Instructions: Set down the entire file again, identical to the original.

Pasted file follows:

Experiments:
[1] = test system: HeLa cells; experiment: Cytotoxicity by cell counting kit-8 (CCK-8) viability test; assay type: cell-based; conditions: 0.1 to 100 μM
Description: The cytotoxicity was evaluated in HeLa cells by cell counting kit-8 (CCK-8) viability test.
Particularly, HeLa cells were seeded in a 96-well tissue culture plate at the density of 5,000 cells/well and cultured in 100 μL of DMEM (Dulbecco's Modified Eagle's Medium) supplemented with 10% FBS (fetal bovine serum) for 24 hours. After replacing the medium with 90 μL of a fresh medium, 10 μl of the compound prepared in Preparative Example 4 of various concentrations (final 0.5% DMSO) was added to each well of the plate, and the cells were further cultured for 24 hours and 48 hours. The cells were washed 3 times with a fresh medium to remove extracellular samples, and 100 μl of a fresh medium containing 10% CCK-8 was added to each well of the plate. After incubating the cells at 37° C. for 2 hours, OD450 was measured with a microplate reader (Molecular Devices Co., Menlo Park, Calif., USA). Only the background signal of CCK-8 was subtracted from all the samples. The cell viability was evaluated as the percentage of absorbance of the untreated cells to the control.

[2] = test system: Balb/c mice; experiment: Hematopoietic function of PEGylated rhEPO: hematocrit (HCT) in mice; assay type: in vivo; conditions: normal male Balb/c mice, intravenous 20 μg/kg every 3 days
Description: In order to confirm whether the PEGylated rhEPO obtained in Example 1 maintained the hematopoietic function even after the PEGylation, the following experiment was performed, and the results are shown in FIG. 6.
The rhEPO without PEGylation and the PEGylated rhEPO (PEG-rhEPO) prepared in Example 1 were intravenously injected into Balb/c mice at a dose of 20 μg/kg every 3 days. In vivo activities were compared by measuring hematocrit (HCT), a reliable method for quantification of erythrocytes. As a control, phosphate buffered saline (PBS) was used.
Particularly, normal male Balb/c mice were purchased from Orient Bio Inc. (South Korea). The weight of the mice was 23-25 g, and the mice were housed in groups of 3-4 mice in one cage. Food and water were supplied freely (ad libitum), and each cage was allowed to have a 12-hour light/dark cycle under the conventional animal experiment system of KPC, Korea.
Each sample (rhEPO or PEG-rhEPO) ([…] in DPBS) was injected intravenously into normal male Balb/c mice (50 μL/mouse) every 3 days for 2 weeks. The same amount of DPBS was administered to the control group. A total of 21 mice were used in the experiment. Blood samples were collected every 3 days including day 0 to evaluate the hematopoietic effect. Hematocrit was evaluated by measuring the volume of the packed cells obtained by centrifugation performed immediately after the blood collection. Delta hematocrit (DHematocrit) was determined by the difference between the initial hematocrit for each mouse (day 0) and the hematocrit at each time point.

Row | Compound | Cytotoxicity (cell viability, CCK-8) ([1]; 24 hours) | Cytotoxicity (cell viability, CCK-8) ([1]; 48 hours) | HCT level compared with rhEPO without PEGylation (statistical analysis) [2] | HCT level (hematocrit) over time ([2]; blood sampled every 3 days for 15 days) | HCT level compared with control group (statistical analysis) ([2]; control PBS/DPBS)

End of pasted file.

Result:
Experiments:
[1] = test system: HeLa cells; experiment: Cytotoxicity by cell counting kit-8 (CCK-8) viability test; assay type: cell-based; conditions: 0.1 to 100 μM
Description: The cytotoxicity was evaluated in HeLa cells by cell counting kit-8 (CCK-8) viability test.
Particularly, HeLa cells were seeded in a 96-well tissue culture plate at the density of 5,000 cells/well and cultured in 100 μL of DMEM (Dulbecco's Modified Eagle's Medium) supplemented with 10% FBS (fetal bovine serum) for 24 hours. After replacing the medium with 90 μL of a fresh medium, 10 μl of the compound prepared in Preparative Example 4 of various concentrations (final 0.5% DMSO) was added to each well of the plate, and the cells were further cultured for 24 hours and 48 hours. The cells were washed 3 times with a fresh medium to remove extracellular samples, and 100 μl of a fresh medium containing 10% CCK-8 was added to each well of the plate. After incubating the cells at 37° C. for 2 hours, OD450 was measured with a microplate reader (Molecular Devices Co., Menlo Park, Calif., USA). Only the background signal of CCK-8 was subtracted from all the samples. The cell viability was evaluated as the percentage of absorbance of the untreated cells to the control.

[2] = test system: Balb/c mice; experiment: Hematopoietic function of PEGylated rhEPO: hematocrit (HCT) in mice; assay type: in vivo; conditions: normal male Balb/c mice, intravenous 20 μg/kg every 3 days
Description: In order to confirm whether the PEGylated rhEPO obtained in Example 1 maintained the hematopoietic function even after the PEGylation, the following experiment was performed, and the results are shown in FIG. 6.
The rhEPO without PEGylation and the PEGylated rhEPO (PEG-rhEPO) prepared in Example 1 were intravenously injected into Balb/c mice at a dose of 20 μg/kg every 3 days. In vivo activities were compared by measuring hematocrit (HCT), a reliable method for quantification of erythrocytes. As a control, phosphate buffered saline (PBS) was used.
Particularly, normal male Balb/c mice were purchased from Orient Bio Inc. (South Korea). The weight of the mice was 23-25 g, and the mice were housed in groups of 3-4 mice in one cage. Food and water were supplied freely (ad libitum), and each cage was allowed to have a 12-hour light/dark cycle under the conventional animal experiment system of KPC, Korea.
Each sample (rhEPO or PEG-rhEPO) ([…] in DPBS) was injected intravenously into normal male Balb/c mice (50 μL/mouse) every 3 days for 2 weeks. The same amount of DPBS was administered to the control group. A total of 21 mice were used in the experiment. Blood samples were collected every 3 days including day 0 to evaluate the hematopoietic effect. Hematocrit was evaluated by measuring the volume of the packed cells obtained by centrifugation performed immediately after the blood collection. Delta hematocrit (DHematocrit) was determined by the difference between the initial hematocrit for each mouse (day 0) and the hematocrit at each time point.

Row | Compound | Cytotoxicity (cell viability, CCK-8) ([1]; 24 hours) | Cytotoxicity (cell viability, CCK-8) ([1]; 48 hours) | HCT level compared with rhEPO without PEGylation (statistical analysis) [2] | HCT level (hematocrit) over time ([2]; blood sampled every 3 days for 15 days) | HCT level compared with control group (statistical analysis) ([2]; control PBS/DPBS)